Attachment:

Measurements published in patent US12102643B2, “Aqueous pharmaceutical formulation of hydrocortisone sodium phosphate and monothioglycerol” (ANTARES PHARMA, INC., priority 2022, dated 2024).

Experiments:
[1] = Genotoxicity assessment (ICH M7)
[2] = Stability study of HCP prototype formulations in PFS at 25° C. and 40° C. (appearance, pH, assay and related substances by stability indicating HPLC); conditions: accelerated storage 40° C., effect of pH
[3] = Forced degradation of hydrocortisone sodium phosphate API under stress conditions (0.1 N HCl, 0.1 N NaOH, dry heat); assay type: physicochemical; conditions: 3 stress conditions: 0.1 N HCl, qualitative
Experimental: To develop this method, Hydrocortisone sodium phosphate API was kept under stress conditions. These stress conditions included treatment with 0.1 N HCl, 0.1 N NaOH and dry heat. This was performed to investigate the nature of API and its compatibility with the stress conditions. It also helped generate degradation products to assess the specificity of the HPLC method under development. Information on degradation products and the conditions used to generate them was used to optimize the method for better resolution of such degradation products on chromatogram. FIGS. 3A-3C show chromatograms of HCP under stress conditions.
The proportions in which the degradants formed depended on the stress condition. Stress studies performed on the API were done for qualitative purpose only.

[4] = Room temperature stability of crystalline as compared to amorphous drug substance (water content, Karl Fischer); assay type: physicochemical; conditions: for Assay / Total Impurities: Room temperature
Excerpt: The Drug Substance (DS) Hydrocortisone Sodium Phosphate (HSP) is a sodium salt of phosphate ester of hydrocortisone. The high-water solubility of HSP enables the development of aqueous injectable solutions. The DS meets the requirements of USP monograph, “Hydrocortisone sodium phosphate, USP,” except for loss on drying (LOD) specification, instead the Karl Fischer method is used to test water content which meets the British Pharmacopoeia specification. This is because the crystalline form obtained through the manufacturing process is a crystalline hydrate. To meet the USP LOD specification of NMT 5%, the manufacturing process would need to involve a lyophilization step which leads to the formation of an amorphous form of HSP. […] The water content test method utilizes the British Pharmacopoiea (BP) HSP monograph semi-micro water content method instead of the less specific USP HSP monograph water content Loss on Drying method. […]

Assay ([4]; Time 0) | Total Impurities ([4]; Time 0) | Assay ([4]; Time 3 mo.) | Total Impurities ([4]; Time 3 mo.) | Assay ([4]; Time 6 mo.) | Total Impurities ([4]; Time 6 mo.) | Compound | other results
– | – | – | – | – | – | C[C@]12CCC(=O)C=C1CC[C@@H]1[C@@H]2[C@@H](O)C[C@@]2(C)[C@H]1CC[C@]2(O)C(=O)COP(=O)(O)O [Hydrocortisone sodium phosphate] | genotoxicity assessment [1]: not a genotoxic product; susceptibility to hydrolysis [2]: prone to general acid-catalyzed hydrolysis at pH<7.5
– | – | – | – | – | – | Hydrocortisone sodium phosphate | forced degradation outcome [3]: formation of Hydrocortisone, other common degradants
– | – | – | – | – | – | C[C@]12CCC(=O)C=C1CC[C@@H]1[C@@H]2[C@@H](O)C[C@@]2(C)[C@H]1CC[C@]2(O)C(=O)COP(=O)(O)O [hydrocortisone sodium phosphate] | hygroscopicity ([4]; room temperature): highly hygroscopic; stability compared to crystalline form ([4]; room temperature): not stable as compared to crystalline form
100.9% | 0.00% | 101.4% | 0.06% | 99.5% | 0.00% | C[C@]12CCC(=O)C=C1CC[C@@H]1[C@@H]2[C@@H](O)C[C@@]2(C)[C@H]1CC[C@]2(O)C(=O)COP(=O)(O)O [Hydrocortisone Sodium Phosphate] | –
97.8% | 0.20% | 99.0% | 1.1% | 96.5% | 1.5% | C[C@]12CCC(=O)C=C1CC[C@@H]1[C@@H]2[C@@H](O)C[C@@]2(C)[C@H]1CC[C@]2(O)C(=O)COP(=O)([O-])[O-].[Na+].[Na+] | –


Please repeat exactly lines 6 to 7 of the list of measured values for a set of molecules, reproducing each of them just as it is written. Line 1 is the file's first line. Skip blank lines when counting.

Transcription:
Experimental: To develop this method, Hydrocortisone sodium phosphate API was kept under stress conditions. These stress conditions included treatment with 0.1 N HCl, 0.1 N NaOH and dry heat. This was performed to investigate the nature of API and its compatibility with the stress conditions. It also helped generate degradation products to assess the specificity of the HPLC method under development. Information on degradation products and the conditions used to generate them was used to optimize the method for better resolution of such degradation products on chromatogram. FIGS. 3A-3C show chromatograms of HCP under stress conditions.
The proportions in which the degradants formed depended on the stress condition. Stress studies performed on the API were done for qualitative purpose only.